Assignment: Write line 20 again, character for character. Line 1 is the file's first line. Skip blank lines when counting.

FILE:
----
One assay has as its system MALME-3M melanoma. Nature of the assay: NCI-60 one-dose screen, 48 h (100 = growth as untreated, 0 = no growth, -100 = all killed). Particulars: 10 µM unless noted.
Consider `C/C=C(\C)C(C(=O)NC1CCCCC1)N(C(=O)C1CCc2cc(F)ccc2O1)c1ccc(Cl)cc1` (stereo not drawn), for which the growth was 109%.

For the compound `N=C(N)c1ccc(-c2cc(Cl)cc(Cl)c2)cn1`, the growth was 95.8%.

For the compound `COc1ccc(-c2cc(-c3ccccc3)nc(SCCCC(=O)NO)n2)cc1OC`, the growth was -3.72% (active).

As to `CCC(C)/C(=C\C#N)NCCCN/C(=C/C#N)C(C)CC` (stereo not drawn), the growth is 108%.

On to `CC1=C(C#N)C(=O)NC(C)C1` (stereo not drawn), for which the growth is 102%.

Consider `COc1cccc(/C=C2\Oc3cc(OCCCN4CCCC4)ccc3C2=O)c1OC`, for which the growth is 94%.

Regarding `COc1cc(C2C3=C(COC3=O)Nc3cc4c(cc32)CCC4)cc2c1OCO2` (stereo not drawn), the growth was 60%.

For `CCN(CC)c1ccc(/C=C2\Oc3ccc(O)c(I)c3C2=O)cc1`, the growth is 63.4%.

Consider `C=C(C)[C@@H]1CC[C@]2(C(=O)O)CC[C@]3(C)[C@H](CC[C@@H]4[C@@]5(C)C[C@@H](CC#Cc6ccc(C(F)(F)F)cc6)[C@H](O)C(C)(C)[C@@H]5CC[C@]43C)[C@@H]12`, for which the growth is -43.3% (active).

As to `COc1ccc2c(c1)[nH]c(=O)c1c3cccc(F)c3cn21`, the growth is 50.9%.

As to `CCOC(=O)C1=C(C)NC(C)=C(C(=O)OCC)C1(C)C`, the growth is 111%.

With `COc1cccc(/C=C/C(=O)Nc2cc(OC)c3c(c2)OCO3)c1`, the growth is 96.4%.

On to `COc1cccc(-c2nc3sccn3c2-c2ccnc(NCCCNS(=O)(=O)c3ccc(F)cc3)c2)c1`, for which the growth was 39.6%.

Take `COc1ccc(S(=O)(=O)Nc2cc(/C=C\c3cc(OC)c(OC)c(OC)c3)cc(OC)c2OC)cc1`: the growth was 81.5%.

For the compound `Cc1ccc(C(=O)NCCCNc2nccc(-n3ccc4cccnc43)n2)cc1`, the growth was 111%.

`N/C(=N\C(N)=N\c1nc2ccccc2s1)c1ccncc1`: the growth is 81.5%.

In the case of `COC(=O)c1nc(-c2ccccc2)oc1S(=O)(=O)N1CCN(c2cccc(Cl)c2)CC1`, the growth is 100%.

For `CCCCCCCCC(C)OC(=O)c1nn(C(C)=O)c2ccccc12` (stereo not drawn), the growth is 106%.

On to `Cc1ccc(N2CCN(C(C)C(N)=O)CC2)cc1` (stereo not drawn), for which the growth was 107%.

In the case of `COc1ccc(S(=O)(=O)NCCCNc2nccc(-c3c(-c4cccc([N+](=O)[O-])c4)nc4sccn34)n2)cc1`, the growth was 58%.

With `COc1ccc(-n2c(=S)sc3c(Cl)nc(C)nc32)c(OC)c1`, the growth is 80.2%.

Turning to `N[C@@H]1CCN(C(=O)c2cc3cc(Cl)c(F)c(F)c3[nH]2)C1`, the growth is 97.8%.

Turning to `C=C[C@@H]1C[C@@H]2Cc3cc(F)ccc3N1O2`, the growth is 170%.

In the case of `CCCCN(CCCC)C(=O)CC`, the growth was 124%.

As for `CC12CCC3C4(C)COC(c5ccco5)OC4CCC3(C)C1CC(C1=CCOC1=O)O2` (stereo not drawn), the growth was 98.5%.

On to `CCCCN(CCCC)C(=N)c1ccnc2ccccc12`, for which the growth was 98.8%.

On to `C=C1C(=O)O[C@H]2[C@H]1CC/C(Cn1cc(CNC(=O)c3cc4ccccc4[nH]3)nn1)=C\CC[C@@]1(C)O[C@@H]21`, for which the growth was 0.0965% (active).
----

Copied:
On to `Cc1ccc(N2CCN(C(C)C(N)=O)CC2)cc1` (stereo not drawn), for which the growth was 107%.